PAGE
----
Growing numbers of engineering graduates are finding employment in the control systems area with applications to manufacturing. To be properly prepared for such positions, it is desirable that the students be exposed to the topics of process control, discrete logic control and the fundamentals of manufacturing. Presently there is no existing textbook and/or reference that combine together process control, discrete logic control and the fundamentals of manufacturing. This is a book that fills that gap. This book integrates together the theory with a number of illustrative examples. Constructive procedures will be given for designing controllers and manufacturing lines, including methods for designing digital controllers, fuzzy logic controllers and adaptive controllers, and methods for the design of the flow of operations in a manufacturing line. One chapter will be devoted to equipment interfacing and computer communications, with the focus on fieldbuses, device drivers and computer networks. There are no existing control-oriented textbooks that bring this material into the picture, although interfacing and communications are becoming a bigger and bigger part of the overall control problem. * Covers both analog and digital control using P/PI/PID controllers and discrete logic control using ladder logic diagrams and programmable logic controllers * Contains a brief introduction to model predictive control, adaptive control, and neural net control * Covers control from the device/process level up to and including the production system level *Contains an introduction to manufacturing systems with the emphasis on performance measures, flow-line analysis, and line balancing * Contains a chapter on equipment interfacing with a brief introduction on OLE for process control (OPC), the GEM standard, fieldbuses, and Ethernet * Material is based on a course with a lab project developed and taught at the Georgia Institute of Technology * Coverage is at the introductory level with a minimal amount of background required to read the textA PLC can be programmed using a aquot;software ladder logic diagramaquot; that is very similar to an electrical ladder logic diagram. ... Recall that L\ and L2 denote the status of the two lights, and Si, S2, and S3 denote the status of the switches.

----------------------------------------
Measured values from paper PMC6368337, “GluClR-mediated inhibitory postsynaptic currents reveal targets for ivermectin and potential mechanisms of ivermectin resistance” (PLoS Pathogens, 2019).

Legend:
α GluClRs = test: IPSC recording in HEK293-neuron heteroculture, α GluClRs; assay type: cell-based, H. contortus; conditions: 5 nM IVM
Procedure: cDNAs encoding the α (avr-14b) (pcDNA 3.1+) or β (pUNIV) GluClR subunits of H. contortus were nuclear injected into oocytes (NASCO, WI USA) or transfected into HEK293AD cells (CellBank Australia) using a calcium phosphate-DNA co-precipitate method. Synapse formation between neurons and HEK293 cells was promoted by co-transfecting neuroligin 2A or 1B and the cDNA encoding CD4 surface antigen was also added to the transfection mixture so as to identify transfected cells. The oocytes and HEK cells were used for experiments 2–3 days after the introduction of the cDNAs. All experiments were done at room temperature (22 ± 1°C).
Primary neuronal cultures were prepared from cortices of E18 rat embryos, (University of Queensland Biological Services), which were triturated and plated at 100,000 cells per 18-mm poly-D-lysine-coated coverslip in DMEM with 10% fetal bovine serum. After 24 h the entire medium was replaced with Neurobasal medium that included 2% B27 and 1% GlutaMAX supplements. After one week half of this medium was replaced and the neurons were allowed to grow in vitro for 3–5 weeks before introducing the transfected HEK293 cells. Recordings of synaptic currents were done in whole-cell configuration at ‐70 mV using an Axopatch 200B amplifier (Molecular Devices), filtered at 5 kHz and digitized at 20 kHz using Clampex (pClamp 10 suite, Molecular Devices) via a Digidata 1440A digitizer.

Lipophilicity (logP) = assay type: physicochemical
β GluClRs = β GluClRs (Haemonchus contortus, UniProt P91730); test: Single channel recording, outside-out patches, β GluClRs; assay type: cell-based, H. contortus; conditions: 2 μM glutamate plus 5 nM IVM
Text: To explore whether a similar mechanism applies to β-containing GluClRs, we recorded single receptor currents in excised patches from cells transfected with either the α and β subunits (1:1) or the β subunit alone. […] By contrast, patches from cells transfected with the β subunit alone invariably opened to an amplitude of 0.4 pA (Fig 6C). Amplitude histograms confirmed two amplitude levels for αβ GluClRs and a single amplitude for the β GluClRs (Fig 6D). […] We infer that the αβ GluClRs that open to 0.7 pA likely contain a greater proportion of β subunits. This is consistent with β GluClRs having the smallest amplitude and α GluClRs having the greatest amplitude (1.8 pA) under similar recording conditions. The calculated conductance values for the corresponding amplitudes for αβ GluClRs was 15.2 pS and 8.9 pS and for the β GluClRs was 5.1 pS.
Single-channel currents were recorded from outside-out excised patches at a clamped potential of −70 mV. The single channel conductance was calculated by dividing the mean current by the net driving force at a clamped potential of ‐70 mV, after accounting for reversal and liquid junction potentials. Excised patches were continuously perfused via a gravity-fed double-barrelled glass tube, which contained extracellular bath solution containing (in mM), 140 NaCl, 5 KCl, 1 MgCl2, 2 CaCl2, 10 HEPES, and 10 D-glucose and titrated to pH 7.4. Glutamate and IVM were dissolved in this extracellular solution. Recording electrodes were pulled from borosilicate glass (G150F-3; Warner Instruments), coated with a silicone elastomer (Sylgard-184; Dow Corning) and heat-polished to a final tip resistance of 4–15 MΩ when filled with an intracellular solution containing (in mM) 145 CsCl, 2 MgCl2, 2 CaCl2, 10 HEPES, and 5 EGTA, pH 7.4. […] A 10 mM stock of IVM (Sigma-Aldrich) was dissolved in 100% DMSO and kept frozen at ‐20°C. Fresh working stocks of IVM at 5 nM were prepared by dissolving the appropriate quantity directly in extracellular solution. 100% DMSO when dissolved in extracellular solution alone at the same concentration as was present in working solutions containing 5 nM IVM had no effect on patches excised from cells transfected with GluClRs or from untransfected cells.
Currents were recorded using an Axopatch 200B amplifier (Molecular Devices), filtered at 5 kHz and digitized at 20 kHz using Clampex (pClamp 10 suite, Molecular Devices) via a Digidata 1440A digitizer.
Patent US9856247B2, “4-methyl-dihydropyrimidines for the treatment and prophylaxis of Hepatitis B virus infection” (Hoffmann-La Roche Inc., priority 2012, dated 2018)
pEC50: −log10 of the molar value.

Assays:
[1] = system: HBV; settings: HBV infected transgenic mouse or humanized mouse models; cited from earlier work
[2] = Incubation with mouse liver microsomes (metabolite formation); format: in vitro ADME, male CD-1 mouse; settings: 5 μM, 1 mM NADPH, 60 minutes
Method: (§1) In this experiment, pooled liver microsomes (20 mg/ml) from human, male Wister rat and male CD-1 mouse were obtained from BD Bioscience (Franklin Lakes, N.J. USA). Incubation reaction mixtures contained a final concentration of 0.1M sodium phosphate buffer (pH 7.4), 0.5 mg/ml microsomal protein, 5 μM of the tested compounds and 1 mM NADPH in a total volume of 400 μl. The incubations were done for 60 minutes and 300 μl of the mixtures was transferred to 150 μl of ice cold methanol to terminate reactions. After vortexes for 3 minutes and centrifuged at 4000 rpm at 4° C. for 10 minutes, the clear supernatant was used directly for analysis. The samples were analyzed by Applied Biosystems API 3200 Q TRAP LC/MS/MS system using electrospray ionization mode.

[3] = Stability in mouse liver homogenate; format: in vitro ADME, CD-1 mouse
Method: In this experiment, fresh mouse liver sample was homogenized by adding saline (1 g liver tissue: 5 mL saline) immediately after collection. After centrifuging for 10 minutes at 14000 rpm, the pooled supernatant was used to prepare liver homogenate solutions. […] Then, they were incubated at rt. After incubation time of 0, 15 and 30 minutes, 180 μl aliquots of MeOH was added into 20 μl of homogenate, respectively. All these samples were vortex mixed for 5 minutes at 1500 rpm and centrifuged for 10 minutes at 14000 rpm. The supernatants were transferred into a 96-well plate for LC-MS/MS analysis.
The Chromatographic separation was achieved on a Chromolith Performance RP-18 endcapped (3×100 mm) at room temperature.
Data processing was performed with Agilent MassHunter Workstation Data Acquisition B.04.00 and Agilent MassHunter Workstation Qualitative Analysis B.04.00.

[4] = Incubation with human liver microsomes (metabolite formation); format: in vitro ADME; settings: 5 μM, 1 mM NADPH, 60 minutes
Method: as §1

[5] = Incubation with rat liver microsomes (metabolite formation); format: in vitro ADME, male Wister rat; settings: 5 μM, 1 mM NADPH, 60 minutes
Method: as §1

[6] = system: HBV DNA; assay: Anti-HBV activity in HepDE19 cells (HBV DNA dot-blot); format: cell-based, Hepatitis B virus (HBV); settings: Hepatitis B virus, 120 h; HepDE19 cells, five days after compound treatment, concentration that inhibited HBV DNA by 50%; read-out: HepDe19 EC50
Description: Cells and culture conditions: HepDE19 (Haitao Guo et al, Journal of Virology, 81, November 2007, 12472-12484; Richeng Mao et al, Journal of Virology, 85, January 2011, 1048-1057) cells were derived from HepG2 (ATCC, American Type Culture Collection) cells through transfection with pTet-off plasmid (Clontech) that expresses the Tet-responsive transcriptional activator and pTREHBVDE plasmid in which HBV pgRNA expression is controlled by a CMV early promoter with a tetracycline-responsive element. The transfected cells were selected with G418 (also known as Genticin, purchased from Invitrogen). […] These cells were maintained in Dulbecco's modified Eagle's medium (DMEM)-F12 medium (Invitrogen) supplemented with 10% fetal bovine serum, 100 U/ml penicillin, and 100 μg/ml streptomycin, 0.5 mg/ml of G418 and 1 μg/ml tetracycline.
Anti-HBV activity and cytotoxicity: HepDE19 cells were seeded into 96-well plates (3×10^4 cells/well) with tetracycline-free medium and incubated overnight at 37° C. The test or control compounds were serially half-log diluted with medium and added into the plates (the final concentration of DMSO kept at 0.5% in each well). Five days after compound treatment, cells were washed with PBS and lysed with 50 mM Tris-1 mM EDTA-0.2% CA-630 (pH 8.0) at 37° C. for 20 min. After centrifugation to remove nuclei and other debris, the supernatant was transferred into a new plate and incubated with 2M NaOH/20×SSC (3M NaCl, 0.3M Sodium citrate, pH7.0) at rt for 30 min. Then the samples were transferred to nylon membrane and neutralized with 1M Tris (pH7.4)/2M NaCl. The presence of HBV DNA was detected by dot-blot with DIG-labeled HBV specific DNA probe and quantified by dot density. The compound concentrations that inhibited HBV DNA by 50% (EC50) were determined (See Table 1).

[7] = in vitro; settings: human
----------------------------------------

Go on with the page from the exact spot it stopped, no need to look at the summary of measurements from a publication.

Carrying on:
Title | : | Industrial Controls and Manufacturing |

Author | : | Edward W. Kamen |

Publisher | : | Academic Press - 1999-07-15 |

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